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FY 2021

People’s Water Project


Spotlight: Building local and national power through the People’s Water Project

The wastewater system in Norristown, Pennsylvania was in danger of being privatized. But local activists at Norristown Opposes Privatization Efforts (NOPE), who were fighting to keep it public, had a powerful network of support behind them. Grassroots organizations from around the country jumped in to help with media contacts, rapid response actions, and more. It worked—the privatization deal failed, and the brand-new People’s Water Project demonstrated just how powerful a coordinated national movement challenging water privatization can be.

The water privatization industry is highly coordinated, well-resourced, and determined to make as much profit as possible through its control of our water. The People’s Water Project is the people’s answer: a highly coordinated, highly effective, nationwide coalition that is thwarting the aims of water privatizers and fighting for robust public investment in our water systems.

“In New Orleans, we know that water justice and climate justice are inseparable. Improving our public water infrastructure—free of corporate control—is a critical part of how our communities can be resilient within the climate crisis. Co-leading the People’s Water Project with Corporate Accountability and others is a powerful way to address this issue. We are building power with organizations nationwide to challenge water privatizers and secure public water systems that provide equitable access and are accountable to Black, Indigenous, and communities of color.”


The People’s Water Project coalition was created only months before under the leadership of Corporate Accountability, Action Center on Race and the Economy (ACRE), Food & Water Watch, and the NOLA Water Collective. It is the first and only nation-wide coalition in the U.S. that focuses on the intersections of water justice: Ensuring safe, affordable water for all people and protecting water as a public good against threats of privatization.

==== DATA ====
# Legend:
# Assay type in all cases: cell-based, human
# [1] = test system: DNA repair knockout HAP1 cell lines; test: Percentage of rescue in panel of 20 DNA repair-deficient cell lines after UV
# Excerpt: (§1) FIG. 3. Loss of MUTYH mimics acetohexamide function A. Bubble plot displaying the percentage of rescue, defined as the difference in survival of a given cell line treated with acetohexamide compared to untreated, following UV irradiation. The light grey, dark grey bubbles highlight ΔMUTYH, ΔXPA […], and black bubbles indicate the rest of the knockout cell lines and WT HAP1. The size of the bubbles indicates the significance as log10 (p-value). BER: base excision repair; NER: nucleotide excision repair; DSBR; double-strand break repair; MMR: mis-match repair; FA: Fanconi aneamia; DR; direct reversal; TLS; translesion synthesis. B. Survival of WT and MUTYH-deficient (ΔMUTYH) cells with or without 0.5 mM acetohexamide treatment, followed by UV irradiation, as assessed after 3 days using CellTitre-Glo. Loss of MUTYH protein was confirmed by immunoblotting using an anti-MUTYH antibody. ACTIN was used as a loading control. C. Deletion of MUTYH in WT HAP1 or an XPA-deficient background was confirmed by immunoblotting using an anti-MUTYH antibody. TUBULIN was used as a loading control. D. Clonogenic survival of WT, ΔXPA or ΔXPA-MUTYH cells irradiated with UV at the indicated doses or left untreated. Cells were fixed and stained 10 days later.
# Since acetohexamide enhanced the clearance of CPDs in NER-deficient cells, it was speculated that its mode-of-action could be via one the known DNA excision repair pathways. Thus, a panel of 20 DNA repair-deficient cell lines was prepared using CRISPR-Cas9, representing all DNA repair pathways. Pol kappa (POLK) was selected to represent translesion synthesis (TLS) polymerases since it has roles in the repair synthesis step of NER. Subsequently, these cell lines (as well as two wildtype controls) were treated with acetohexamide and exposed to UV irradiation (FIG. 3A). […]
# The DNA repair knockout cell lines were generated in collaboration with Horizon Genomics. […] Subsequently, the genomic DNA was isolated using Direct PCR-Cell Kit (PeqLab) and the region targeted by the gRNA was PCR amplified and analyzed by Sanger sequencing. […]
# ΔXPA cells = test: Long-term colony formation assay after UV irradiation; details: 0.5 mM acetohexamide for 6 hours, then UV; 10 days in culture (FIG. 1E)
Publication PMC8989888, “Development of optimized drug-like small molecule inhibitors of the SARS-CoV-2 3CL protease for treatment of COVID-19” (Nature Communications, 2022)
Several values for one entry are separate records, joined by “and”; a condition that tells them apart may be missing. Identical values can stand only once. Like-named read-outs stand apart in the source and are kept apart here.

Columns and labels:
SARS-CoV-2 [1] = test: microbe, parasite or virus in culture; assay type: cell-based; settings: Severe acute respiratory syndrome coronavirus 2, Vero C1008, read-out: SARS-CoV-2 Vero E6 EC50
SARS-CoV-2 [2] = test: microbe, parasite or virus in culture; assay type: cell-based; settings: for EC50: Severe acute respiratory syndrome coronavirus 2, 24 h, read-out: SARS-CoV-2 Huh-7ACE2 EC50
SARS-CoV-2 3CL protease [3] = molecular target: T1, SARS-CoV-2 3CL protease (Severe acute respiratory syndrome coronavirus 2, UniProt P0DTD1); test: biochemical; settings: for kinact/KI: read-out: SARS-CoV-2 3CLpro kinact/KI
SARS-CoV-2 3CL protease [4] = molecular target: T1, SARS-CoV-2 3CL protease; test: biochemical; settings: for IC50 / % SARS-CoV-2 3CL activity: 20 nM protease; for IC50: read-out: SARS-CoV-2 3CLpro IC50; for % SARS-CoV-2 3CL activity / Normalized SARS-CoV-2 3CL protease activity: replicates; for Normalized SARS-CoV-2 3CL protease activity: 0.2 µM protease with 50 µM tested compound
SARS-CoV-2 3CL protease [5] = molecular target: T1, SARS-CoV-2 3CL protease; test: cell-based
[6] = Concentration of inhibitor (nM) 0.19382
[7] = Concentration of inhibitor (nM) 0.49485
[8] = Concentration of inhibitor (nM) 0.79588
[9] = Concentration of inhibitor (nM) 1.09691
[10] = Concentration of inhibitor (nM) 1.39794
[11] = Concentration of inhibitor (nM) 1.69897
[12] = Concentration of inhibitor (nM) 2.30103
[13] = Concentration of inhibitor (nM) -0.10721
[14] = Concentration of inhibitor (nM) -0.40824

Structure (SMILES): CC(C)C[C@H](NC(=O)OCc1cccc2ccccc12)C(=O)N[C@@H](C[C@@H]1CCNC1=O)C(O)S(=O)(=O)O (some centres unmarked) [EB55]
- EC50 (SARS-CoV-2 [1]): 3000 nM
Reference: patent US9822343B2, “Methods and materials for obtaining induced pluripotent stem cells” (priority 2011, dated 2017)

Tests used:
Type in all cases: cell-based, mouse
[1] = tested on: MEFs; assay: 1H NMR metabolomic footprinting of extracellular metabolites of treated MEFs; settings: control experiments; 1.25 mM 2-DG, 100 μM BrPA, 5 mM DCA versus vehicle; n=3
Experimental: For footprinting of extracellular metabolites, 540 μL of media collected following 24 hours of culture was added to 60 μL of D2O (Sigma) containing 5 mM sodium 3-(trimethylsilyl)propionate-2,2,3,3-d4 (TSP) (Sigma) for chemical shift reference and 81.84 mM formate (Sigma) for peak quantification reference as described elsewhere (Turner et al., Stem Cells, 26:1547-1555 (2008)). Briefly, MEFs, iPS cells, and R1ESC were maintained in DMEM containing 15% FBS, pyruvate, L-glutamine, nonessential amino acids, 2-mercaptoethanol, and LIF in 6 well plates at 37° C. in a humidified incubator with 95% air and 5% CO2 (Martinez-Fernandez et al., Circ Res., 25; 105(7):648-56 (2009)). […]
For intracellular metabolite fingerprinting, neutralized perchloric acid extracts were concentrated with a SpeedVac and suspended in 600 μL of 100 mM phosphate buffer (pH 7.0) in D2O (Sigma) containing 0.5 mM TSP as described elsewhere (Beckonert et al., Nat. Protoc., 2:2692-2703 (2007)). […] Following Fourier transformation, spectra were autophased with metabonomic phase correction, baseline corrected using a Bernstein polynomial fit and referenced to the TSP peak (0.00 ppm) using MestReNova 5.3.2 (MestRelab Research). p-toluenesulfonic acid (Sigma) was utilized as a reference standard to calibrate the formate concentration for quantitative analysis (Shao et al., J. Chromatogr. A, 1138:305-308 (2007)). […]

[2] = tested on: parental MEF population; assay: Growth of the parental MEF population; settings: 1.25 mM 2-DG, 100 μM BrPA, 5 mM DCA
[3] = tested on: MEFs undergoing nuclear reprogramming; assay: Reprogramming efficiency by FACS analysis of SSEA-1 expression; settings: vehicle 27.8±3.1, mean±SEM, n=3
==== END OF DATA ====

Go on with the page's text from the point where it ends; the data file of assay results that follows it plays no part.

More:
The idea for this coalition was born from our work in the No Shutoffs Coalition, where we saw many organizations wanted and needed to campaign collectively to increase our impact in advancing water justice. We knew that to do so effectively, we had to keep the issue of corporate control of water at the forefront. So, we and our allies built the People’s Water Project from the ground up—no small feat during a pandemic.

We began with 15 participating organizations—but quickly grew to more than 150 in our network. These organizations are primarily local, grassroots, and accountable to the demands of people of color in their communities. They represent all the regions of the U.S. while challenging the common problem of privatization. This enables all of us to build enormous power behind both local and national campaigns. For example, the coalition is collaborating with partners in Flint to keep the spotlight on the continuing water crisis in that city, as well as supporting communities from California to Florida in demanding an end to water shutoffs during the COVID-19 pandemic. Nationally, coalition members played a pivotal role in securing 74 members of Congress to co-sponsor the national Water Affordability, Transparency, Equity, and Reliability (WATER) Act and moving more than 500 organizations to endorse this critical piece of legislation.

Explore More:


Bringing corporate campaigning tools to advance justice for Black people

The Corporate Accountability Black Collective is leading the organization to partner with Black-led organizations to challenge corporate power.


Exposing the con of “net zero” with allies from around the world

“Net zero” plans are a dangerous cover for Big Polluters and the governments who back them. This year, we set out in partnership with allies to expose the truth.

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